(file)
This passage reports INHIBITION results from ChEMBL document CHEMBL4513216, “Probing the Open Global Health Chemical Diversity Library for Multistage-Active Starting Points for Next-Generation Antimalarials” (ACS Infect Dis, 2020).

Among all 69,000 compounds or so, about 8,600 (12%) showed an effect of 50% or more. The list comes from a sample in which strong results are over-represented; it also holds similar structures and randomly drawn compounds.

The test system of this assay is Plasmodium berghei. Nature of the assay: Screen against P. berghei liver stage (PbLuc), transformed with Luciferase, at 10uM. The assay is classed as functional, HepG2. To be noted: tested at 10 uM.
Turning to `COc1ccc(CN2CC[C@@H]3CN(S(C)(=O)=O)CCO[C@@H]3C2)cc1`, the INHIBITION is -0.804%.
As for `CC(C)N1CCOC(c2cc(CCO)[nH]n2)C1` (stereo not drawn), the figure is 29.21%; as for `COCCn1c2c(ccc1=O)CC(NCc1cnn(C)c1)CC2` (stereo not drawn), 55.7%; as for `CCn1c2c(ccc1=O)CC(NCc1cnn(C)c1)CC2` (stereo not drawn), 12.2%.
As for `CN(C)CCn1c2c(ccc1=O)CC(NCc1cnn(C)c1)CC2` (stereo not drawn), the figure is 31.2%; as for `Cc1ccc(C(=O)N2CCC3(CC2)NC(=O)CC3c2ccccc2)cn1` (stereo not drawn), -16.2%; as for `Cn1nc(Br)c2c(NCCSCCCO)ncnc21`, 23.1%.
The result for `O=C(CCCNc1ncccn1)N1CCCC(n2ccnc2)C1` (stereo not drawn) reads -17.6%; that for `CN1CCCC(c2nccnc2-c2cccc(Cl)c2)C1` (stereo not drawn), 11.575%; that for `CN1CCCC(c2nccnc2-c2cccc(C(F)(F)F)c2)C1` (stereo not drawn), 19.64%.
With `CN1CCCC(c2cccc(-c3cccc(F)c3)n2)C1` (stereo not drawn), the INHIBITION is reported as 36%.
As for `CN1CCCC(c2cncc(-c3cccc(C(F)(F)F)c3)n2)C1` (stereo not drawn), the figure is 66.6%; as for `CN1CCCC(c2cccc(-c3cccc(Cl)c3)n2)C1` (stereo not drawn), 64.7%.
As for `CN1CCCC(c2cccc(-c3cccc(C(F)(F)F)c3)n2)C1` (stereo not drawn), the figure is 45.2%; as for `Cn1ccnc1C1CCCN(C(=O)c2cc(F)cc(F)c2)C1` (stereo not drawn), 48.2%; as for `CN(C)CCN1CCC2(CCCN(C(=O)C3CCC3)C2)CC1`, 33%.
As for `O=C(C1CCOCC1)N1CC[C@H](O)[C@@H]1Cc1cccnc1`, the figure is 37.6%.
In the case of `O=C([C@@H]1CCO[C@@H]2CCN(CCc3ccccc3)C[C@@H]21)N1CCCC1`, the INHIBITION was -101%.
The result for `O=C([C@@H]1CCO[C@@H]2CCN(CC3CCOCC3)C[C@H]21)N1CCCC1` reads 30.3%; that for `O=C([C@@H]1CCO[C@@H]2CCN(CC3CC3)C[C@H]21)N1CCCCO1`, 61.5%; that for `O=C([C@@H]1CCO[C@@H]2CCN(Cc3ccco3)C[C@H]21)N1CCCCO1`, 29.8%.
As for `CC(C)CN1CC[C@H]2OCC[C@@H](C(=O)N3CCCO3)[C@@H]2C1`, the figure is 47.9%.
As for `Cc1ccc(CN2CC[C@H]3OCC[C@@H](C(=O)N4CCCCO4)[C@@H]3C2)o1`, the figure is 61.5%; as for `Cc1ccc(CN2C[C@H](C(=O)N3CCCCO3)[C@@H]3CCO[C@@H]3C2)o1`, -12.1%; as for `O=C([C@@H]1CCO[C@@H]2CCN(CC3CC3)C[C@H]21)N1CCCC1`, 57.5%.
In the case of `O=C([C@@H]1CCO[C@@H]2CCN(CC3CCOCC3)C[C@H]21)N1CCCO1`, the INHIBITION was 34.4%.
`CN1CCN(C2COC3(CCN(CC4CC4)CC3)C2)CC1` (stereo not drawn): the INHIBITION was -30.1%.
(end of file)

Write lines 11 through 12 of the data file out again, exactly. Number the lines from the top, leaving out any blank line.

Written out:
As for `O=C(C1CCOCC1)N1CC[C@H](O)[C@@H]1Cc1cccnc1`, the figure is 37.6%.
In the case of `O=C([C@@H]1CCO[C@@H]2CCN(CCc3ccccc3)C[C@@H]21)N1CCCC1`, the INHIBITION was -101%.